On this date (June 28) in 1885, it was a crime to play baseball on Sundays in Kenosha.
One hundred and 37 years ago today, local law enforcement shut down and heavily-promoted baseball game between the Milwaukee Reds and the Kenosha Regulars in Kenosha.
Apparently, the game flew in the face of local “Blue Laws” of the day, which prohibited certain recreational activities on Sunday.
These laws were fairly commonplace into the early 20th century. According to one website, professional baseball wasn’t legal in Chicago until 1902. It took Philadelphia until 1934 to repeal its Sunday baseball restrictions.
The Kenosha incident caused quite a stir. In fact, it made the June 29, 1885 edition of the New York Times, which is the source for this piece.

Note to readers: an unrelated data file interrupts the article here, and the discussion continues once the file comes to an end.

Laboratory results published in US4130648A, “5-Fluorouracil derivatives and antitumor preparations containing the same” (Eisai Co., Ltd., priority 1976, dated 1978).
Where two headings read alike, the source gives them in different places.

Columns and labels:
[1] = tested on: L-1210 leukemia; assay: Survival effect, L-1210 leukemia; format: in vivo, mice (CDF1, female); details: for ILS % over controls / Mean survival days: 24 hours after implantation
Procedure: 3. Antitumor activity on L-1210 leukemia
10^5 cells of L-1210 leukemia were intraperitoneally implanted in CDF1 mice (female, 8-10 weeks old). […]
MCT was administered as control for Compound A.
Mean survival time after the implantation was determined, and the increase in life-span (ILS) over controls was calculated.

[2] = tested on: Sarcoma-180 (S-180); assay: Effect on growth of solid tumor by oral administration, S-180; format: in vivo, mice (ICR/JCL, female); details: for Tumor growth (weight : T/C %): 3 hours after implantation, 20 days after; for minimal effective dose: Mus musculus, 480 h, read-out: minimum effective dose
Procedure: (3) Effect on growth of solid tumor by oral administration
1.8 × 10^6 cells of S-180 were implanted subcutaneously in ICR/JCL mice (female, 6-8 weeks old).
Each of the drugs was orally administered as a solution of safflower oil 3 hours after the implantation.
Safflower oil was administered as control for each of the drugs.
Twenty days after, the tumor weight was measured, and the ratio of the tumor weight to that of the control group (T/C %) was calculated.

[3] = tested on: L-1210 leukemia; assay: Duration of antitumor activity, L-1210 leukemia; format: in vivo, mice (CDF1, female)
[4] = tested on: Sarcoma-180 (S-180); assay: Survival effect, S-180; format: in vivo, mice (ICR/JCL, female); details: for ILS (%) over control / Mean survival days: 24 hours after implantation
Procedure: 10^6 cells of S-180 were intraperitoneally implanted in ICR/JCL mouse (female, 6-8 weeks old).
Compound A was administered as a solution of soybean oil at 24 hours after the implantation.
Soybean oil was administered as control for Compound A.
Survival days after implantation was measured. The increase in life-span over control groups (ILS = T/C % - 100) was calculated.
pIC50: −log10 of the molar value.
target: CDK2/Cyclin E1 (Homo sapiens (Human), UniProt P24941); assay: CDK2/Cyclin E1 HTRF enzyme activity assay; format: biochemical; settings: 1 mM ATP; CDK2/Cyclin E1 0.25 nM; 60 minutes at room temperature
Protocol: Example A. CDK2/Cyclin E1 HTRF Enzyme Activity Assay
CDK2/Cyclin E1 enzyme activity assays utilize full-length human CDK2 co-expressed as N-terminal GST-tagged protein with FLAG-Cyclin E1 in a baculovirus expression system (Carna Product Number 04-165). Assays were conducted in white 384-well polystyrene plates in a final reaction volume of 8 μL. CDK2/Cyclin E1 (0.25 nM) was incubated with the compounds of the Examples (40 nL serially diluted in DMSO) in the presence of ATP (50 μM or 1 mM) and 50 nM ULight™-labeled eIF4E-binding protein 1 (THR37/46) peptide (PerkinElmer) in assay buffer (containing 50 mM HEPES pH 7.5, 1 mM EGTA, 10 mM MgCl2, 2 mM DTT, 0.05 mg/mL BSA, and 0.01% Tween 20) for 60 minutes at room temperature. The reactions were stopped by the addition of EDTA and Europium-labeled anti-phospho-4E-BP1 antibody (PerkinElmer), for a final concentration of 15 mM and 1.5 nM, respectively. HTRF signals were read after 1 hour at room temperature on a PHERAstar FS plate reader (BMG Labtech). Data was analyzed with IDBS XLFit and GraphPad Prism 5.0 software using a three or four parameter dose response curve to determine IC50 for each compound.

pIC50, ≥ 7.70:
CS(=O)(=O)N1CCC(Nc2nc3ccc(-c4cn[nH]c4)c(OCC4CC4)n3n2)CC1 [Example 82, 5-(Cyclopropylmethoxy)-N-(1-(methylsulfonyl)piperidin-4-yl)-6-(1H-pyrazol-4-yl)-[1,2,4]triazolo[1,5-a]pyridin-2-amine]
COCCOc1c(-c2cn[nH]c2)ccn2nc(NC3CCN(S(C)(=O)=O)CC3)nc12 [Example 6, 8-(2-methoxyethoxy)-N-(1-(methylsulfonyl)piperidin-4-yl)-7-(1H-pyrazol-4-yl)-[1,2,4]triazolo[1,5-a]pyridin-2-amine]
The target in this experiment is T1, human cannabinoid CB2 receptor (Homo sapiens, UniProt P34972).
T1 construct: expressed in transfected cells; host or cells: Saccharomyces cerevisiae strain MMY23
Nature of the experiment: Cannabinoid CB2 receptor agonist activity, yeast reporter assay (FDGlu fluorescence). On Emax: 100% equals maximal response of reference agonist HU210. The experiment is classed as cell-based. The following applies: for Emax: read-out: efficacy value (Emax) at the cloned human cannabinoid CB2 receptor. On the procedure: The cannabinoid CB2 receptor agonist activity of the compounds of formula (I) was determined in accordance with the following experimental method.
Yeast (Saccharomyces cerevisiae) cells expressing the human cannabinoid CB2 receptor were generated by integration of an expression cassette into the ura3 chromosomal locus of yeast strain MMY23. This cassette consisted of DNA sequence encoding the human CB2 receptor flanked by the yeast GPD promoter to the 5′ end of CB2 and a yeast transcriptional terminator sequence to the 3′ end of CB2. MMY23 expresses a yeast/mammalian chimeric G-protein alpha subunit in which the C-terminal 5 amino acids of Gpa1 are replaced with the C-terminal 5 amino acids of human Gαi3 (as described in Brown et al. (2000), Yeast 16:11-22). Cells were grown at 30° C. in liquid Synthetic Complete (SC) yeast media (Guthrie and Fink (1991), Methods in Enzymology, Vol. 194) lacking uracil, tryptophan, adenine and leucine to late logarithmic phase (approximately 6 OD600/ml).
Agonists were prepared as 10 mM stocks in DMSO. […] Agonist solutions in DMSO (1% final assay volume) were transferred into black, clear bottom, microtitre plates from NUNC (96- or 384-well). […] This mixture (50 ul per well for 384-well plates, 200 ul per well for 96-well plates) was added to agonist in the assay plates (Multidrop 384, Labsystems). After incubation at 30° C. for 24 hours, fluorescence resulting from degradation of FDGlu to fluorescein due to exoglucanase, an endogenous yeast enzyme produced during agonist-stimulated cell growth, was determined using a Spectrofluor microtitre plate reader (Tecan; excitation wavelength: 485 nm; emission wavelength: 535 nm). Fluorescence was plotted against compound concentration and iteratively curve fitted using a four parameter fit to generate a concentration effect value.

Despite the assumed restriction, the game started and drew 5,000 fans.
According to the NYT, the Sheriff and his posse arrived during the fifth inning “and amid wild confusion the players were taken before Judge Paddock for a hearing.” The Times reported “the complaining witnesses were the Rev. W.L. Bray, Pastor of the Congregational Church, and Rev. R. Miller, the former pastor of the same flock.”
The baseball fans were not happy with the stoppage.
The Times said “hissing and shouting followed each step of the proceedings” and Bray and Miller were “booed by the crowd” while leaving the building.
While the men of the cloth stated they did not want to prosecute so the prisoners were freed, the Times wrote, However, the pastors said they had the game stopped “as an imitation of what might be expected in the future.”
Undaunted, as they were being heckled as they left the building, the men said “they will cause arrests again if the offense is repeated.”